Saturday 25 May 2019

Comment: Long wait for an Irish goalscorer a real issue

Without a proven finisher in his squad, O'Neill may have to think outside the box

Long wait: It’s three years this week since Shane Long’s famous winner against Germany. Photo: Sportsfile
Long wait: It’s three years this week since Shane Long’s famous winner against Germany. Photo: Sportsfile
Daniel McDonnell

Daniel McDonnell

There will be a time when we go through a full Irish international week without Robbie Keane being mentioned.

The emergence of a regular goalscorer would help that mission.

Martin O'Neill tends to bring up Ireland's record marksman on a consistent basis, however, and he came up again ahead of the crucial Aviva Stadium double-header with Denmark and Wales.

Three years have passed since Keane was benched by O'Neill for a game of substance. It actually resulted in arguably the most memorable goal at the renovated venue.

Shane Long's stunning strike to down Germany got Ireland's Euro 2016 campaign back on track and there were symbolic post-match scenes when Keane was the first on to the pitch to greet the hero of the hour.

The passing of the torch has not really materialised, though. With Jon Walters out of the equation through injury and Daryl Murphy retired, Long is now the senior man in the forward department.

He's actually a niggling injury doubt for Saturday due to an ankle problem and sat out training again yesterday.

Long can offer a lot in terms of making life difficult for opponents, but it's safe to say at this stage that the 31-year-old will never guarantee goals.

His last meaningful strike for Ireland was against Moldova two years ago, while he struck just twice for Southampton last term.

O'Neill favoured Murphy in the dying stages of the World Cup tilt and management have never seemed fully convinced by the Tipperary man.


The alternative options are seriously unproven, and it's a problem either way for the Derryman as he devises a plan for the week ahead.

Sean Maguire, Callum Robinson, Aiden O'Brien and Scott Hogan have all made their Irish debuts in the past 12 months and have a total of six caps between them.

O'Brien's header in Wroclaw last month is the only goal; and he normally plays wide for his club Millwall.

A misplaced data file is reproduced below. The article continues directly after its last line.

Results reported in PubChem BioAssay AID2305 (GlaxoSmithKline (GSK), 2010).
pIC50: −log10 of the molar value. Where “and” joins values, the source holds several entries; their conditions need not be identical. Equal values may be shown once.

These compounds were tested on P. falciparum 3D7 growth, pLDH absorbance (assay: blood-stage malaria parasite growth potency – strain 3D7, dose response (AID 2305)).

Robinson is a new recruit, while Hogan and Maguire have endured a stop-start period in their respective careers.

In the absence of an obvious out-and-out lead man, O'Neill has not really been able to work on combinations as the prospective options have all been out of the equation due to injury at various times.

Graham Burke was cut from this gathering due to his Preston struggles, while the in-form Ronan Curtis has been left with the U-21 side this time around.

For O'Neill, it's a conundrum. "My issues up front have been the same as they have been for five games, honestly," he said, which shines a light on his perception of Long's natural instincts.

The discussion of an experiment with a 3-5-2 formation raises the possibility that he will have to look to the system to heal his woes rather than relying on a talismanic figure.

He paired Hogan and Maguire in Turkey as his intention was to get two strikers on the pitch. O'Brien dovetailed reasonably well with Robinson in Poland considering they'd never played together before. A mix and match could be the way to go.

The slight complication comes from the belief that the wing-back system does not quite suit James McClean's strengths and it's possible he could be used as one of a front pair if there's a switch in strategy.

O'Neill wanted Walters to stick around for a reason, and Ireland are used to profiting from the threat delivered by a big man.

Keane would never have enjoyed the success he did without the understanding he enjoyed with strike partners; the Dubliner found it hard in latter years where he was isolated.

The most impressive aspect of O'Brien's debut was the hold-up play - this has been flagged as a weakness for Long.

In his defence, there have been games where his speed has encouraged colleagues to go very direct and send him down the flanks with a view to creating openings for others.

Inadequacies elsewhere have made the role of the Irish central striker a thankless task; they don't always get in the box for reasons beyond their control.

There is excitement about players coming through the ranks with Adam Idah and Troy Parrott on the scoresheet yesterday after their promotion from U-17 to U-19 level. But they are still only kids.

Without a striking star in his current ranks, O'Neill may just have to commit to going with two instead of one.

Irish Independent

The Left Wing: Leinster's succession plan, Munster's missing piece and the art of contract negotiations

Editor's Choice

Also in Sport